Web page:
Alun Cairns: Improvements will help unlock economic growth opportunities for North Wales
Work has started on the 1.5 miles of rail track, known as the ‘Halton Curve’, that will unlock leisure and business opportunities between the Liverpool City Region, its airport, Cheshire and North Wales.
Leaders and key officials will today (Friday 14th July) be marking the occasion by going track-side onto the ‘Curve’.
The Halton Curve scheme, delivered by Network Rail, is bringing back into full use the section of the line that links the Chester/Warrington line and the Liverpool/Crewe line at Frodsham Junction.
Vital upgrades to track and signalling on the curve will enable a new hourly service, in both directions, between Liverpool and Chester, serving Liverpool Lime Street, Liverpool South Parkway (for Liverpool John Lennon Airport) Runcorn, Frodsham and Helsby.
The services, proposed to start running from December 2018, will generate 250,000 new trips, boosting the economy by £100m.
While the service will be initially one train per hour, it’s expected that demand would strengthen the case for increased frequency, especially with plans for services to be extended into North Wales – something currently being considered as part of the forthcoming Wales and Borders franchise.
As journeys between the Liverpool City Region, West Cheshire and North Wales are currently largely car dependent, it’s expected that the new service would remove the need for 170,000 road journeys helping reduce demand on key routes such as the M56 and A55.
The upgrade forms part of Network Rail’s Great North Rail Project which will see over £1bn invested in the railway across the north, as part of the national Railway Upgrade Plan.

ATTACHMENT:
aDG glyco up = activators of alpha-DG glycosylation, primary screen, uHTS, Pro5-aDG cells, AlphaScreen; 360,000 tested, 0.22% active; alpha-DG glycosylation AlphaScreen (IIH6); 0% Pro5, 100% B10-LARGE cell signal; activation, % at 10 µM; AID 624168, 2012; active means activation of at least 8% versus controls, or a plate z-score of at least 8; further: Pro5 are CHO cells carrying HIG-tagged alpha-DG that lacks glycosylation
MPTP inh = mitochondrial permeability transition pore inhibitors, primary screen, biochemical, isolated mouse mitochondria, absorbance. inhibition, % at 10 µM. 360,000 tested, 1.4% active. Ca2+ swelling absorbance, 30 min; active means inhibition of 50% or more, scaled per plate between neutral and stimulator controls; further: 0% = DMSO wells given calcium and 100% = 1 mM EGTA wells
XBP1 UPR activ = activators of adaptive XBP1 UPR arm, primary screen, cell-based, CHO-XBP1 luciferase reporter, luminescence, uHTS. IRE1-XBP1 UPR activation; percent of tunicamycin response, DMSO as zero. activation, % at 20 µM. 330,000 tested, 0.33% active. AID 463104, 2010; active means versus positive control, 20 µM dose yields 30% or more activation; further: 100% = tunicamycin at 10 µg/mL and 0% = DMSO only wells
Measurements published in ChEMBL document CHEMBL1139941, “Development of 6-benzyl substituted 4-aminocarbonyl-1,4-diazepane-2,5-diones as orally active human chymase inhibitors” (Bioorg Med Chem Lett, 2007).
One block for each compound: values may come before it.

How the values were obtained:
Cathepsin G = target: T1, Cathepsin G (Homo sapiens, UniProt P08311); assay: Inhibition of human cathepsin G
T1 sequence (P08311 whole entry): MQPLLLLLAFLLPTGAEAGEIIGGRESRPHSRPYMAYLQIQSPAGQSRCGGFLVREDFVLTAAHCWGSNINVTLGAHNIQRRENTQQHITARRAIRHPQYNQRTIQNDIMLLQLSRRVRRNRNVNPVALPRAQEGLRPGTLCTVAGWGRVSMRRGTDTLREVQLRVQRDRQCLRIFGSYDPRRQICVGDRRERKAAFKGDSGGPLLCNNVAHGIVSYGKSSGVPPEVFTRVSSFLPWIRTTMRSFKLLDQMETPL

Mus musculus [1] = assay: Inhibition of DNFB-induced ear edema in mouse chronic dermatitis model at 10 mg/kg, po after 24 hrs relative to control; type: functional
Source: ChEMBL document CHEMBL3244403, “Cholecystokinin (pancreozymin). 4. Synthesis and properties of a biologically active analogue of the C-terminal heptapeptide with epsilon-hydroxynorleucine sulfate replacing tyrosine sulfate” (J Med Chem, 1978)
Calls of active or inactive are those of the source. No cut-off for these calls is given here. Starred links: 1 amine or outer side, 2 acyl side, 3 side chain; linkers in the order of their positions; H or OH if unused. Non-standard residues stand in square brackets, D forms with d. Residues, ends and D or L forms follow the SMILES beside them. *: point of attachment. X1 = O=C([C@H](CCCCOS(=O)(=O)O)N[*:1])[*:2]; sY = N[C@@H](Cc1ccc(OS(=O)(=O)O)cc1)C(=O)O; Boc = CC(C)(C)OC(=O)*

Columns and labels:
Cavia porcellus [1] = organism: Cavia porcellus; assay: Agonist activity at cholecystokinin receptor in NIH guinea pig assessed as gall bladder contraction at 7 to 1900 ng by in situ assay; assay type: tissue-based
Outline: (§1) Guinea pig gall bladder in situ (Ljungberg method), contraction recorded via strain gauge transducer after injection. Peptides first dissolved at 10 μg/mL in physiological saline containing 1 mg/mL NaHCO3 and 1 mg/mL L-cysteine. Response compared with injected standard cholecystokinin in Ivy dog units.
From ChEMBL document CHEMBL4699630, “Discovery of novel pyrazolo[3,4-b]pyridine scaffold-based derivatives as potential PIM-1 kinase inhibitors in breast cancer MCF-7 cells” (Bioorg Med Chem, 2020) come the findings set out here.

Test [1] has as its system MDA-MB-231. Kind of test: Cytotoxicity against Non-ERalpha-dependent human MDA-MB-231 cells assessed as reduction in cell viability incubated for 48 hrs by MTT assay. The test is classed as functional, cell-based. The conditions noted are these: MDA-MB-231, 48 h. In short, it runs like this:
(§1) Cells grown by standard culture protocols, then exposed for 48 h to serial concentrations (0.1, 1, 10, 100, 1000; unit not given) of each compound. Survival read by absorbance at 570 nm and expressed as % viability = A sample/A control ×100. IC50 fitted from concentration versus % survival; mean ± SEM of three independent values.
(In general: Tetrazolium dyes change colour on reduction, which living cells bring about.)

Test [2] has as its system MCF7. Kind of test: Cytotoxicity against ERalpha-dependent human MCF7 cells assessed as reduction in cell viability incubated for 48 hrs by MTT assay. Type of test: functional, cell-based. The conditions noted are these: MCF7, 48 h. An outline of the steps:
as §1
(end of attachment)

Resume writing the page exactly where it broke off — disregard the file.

This project, due to cost a maximum £18.75m, is being funded through the UK Government’s Growth Deal and the Liverpool City Region. It is being developed by the Liverpool City Region (including Halton Council), Cheshire West and Cheshire Council, the Welsh Government and a consortium of the six county authorities in North Wales.
Secretary of State for Wales Alun Cairns said:
“This is a significant milestone on the way to making travel between north-west England and north Wales much easier and I am delighted that the UK Government has been able to help make it happen. When completed, the line will improve links between Liverpool and north Wales, providing benefits for businesses, commuters and tourists, and unlocking the potential for economic growth in North Wales”.
Said Steve Rotheram, Mayor of the Liverpool City Region:
“I welcome the spade being put in the ground on a project that has long been an ambition for many. People shouldn’t be constrained in their work or leisure opportunities, as there are so many to be had across our City Region, Cheshire and North Wales. These can start to be fully realised through this much needed link.
“This isn’t a project in isolation but part of the overarching vision for connectivity within the Liverpool City Region and the wider North to join up north-south HS2 rail infrastructure with west-east Northern Powerhouse Rail to Liverpool.”
Northern Powerhouse Minister Jake Berry said:
“Liverpool was home to the world’s first passenger railway, and now the city region is reclaiming its status at the forefront of rail connectivity with the Halton Curve.
“The government has invested more than £16m in the Halton Curve, as part of our plans to improve transport across the Northern Powerhouse.
“Just as the Northern Powerhouse is a long term government priority, this investment will provide lasting benefits with a predicted £100 million boost to the local economy.”